The government of President Dilma Rousseff is working to meet its primary budget surplus goal of 1.2% of GDP in 2015, pledged Finance minister Joaquim Levy on Wednesday to an audience of investors in New York.
Brazil is removing the last vestiges of tax cuts and government spending aimed at bolstering the economy as we work to correct the fiscal slippage of the last few years, said Levy.
We are just taking these anti-cyclical measures away, and this will put us on better footing, Levy said in his first public address to investors in the United States.
Levy said he was confident in the Brazilian economy, although he understood investors' fears. I'm not pretending that you should not be worried about the fiscal situation, Levy said. I'm confident that we should get the house in order. We will get back to the path of growth.
Levy, a fiscal conservative educated in Chicago and who took office in January, acknowledged a slippage in Brazil's fiscal results in recent years, but said the government was going to correct them.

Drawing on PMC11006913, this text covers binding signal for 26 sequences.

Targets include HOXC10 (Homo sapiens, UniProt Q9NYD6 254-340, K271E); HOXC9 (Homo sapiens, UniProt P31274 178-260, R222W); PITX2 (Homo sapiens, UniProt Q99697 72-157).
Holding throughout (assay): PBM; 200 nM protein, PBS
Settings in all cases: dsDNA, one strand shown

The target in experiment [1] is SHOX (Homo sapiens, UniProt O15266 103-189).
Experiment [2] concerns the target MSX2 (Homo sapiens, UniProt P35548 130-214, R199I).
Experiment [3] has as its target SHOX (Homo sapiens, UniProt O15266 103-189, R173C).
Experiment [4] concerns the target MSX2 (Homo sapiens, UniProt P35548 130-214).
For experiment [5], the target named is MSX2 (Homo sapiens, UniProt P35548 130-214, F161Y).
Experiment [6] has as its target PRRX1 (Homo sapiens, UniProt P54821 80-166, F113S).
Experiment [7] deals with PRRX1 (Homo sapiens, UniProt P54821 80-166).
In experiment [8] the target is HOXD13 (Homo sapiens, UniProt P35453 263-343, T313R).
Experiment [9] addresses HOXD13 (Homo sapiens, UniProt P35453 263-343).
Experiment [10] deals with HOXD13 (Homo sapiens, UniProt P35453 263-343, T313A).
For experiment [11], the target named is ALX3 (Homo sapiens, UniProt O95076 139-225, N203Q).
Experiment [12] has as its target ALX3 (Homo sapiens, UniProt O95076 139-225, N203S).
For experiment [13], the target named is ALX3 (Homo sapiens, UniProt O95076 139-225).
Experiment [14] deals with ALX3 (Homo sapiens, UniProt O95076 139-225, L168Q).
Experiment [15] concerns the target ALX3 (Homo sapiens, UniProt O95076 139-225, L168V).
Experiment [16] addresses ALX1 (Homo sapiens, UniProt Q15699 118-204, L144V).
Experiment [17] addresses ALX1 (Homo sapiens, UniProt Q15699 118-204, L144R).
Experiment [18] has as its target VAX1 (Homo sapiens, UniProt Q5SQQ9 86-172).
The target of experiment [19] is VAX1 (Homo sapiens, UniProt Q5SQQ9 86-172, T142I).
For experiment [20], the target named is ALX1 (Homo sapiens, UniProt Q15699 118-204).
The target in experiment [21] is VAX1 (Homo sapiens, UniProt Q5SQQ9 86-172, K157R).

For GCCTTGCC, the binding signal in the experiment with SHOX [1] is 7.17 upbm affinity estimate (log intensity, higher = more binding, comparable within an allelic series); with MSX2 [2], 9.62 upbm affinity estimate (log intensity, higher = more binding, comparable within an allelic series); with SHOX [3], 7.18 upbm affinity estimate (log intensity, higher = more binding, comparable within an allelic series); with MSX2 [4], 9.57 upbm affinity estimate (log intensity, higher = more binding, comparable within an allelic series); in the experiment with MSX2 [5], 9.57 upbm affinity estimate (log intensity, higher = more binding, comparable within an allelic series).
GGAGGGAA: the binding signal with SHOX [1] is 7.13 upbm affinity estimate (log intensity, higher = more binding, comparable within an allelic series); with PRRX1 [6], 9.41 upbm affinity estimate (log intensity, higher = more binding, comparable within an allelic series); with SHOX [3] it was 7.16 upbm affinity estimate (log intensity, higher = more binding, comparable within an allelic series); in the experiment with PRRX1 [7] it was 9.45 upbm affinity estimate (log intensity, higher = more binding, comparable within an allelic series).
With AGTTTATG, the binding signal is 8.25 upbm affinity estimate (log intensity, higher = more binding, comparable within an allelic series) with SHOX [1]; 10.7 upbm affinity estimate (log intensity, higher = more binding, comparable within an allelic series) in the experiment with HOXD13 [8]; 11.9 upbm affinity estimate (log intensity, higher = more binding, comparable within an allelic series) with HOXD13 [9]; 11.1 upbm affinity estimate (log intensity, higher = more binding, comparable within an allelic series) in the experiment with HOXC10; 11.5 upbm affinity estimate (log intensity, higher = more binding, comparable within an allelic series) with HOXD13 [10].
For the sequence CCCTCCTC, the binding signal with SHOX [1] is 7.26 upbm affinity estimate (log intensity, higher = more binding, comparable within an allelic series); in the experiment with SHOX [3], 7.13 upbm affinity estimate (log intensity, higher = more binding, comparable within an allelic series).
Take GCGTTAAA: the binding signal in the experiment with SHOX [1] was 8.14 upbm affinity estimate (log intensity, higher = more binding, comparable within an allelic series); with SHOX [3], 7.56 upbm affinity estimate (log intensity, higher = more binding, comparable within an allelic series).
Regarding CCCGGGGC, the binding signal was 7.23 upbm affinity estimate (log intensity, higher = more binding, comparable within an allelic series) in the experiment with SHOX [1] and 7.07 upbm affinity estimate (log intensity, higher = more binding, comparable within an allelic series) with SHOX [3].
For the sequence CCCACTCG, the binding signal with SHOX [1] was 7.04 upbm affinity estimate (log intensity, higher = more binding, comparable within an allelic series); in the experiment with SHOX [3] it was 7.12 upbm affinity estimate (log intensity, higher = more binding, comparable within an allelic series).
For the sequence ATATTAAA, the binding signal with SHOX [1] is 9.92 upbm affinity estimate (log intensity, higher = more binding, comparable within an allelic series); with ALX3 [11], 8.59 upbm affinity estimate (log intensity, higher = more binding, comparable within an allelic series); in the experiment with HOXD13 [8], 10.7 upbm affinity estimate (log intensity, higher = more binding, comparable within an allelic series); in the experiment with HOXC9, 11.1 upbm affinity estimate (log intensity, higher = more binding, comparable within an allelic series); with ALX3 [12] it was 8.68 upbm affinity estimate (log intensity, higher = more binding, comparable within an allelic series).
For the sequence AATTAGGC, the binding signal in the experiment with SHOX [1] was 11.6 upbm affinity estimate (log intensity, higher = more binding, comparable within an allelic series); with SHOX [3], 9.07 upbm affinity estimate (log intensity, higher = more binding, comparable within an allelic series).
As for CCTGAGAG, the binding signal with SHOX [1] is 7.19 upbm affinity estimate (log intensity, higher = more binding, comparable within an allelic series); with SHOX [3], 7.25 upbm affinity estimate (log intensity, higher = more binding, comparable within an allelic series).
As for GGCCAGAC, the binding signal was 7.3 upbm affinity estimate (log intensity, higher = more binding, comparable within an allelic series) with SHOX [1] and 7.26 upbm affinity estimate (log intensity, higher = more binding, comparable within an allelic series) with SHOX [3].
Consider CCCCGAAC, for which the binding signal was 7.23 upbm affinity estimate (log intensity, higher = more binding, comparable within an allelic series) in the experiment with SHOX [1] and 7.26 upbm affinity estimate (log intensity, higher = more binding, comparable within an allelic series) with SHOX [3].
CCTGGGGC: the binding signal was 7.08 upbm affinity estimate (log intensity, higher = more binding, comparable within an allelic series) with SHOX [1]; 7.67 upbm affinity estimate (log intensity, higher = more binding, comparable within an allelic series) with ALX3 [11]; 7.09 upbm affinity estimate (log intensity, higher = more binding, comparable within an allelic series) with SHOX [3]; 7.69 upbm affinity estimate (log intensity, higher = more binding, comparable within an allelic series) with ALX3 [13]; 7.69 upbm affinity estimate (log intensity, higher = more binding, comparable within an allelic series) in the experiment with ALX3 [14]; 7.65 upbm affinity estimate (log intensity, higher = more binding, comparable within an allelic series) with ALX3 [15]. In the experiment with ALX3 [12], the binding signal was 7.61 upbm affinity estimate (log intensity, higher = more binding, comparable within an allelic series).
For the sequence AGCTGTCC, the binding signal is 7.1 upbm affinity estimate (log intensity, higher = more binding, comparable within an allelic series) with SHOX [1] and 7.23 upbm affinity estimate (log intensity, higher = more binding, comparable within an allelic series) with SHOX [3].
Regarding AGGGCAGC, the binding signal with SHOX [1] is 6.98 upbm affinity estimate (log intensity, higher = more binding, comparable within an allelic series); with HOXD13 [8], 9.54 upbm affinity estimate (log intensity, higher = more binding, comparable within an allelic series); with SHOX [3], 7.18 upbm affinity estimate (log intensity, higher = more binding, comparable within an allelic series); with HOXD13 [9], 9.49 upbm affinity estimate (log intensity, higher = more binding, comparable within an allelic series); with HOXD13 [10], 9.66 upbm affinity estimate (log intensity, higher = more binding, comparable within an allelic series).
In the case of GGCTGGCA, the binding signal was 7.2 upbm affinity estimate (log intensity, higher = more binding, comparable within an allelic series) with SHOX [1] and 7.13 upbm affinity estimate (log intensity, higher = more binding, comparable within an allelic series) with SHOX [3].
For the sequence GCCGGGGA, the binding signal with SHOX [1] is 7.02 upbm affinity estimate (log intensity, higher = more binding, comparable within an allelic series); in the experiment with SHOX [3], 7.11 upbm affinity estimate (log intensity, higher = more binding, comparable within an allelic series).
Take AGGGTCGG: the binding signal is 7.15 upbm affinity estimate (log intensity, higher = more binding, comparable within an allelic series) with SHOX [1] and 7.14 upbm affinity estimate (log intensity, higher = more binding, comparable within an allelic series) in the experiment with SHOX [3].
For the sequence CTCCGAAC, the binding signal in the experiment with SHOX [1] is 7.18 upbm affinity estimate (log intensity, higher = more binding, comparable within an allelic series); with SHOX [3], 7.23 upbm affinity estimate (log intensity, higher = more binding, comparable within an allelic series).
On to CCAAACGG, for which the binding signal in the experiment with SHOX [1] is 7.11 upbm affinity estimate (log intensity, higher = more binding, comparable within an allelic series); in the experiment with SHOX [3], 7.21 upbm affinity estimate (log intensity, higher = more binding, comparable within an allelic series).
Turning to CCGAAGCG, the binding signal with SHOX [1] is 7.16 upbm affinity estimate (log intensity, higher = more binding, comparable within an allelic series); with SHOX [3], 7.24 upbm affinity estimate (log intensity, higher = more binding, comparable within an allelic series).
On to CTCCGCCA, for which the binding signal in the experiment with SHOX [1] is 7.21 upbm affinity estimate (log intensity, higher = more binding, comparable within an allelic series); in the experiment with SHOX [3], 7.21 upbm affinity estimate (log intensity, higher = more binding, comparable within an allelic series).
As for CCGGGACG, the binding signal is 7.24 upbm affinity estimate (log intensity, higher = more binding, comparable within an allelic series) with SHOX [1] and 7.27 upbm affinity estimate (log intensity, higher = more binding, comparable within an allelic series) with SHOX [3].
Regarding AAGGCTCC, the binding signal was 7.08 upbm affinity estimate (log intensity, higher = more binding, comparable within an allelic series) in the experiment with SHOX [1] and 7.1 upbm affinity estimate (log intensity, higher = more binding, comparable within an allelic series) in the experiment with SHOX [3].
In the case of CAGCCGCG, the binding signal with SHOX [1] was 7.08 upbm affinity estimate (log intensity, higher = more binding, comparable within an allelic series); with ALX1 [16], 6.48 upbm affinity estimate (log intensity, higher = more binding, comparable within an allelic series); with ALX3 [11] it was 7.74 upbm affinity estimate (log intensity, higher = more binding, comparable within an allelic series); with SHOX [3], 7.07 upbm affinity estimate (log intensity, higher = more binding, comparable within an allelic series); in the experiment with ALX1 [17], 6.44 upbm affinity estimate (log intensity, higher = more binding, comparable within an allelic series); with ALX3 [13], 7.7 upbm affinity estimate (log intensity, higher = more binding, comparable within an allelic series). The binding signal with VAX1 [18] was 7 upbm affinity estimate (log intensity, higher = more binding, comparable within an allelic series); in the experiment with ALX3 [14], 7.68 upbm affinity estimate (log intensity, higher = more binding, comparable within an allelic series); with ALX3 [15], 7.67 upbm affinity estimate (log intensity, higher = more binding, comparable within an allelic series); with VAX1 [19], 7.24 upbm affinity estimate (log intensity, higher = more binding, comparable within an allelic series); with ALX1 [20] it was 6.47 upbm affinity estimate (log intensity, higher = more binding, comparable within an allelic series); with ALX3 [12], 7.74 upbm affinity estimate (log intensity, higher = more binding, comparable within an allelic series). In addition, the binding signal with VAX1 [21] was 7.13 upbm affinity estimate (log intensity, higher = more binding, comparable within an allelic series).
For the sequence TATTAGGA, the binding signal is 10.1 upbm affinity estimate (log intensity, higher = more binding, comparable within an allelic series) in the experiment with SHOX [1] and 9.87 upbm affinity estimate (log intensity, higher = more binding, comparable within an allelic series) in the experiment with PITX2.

He said that monetary policy sooner or later will become more restrictive and that additional loans to the country's development bank BNDES are no longer a policy instrument.
Brazil's fiscal deficit has widened to one of the biggest in the world, raising the risk that the country could lose its investment-grade rating. A series of tax breaks and expenditures during the previous Rousseff administration cost the government 104 billion Reais in revenue, or about 2% of GDP last year, Levy said.
Levy has already raised taxes and limited public expenditures to plug the overall budget deficit that doubled last year to 6.7% of GDP.
Still, Levy will have a hard time shoring up Brazil's finances. In effect one of Levy's first challenges will be to convince lawmakers to pass controversial legislation to cut unemployment and pension benefits.